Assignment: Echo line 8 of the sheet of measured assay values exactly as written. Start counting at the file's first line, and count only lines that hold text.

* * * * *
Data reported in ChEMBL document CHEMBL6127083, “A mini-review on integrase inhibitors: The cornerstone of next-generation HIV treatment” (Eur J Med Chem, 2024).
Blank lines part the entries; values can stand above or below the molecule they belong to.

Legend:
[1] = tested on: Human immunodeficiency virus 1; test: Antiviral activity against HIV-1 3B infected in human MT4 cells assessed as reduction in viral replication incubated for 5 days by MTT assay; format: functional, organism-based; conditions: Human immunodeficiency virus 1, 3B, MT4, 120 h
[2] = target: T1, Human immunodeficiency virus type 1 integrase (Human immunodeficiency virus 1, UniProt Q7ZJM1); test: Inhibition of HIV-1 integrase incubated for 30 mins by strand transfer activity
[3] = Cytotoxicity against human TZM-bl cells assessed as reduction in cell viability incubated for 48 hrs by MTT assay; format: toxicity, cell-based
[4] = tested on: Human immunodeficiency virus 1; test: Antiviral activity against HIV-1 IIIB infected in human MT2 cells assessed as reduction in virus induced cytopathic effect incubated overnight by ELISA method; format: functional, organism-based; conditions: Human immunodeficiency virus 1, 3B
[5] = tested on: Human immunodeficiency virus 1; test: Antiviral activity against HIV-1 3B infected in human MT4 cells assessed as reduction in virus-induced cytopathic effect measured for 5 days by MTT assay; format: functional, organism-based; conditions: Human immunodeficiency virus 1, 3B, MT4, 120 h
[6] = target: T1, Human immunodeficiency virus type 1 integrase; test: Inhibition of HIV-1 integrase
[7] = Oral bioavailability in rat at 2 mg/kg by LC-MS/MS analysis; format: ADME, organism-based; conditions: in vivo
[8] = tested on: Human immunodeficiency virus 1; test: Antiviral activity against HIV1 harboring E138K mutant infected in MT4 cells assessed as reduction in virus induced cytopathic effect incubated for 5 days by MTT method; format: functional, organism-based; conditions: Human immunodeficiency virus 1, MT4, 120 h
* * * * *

[5] = tested on: Human immunodeficiency virus 1; test: Antiviral activity against HIV-1 3B infected in human MT4 cells assessed as reduction in virus-induced cytopathic effect measured for 5 days by MTT assay; format: functional, organism-based; conditions: Human immunodeficiency virus 1, 3B, MT4, 120 h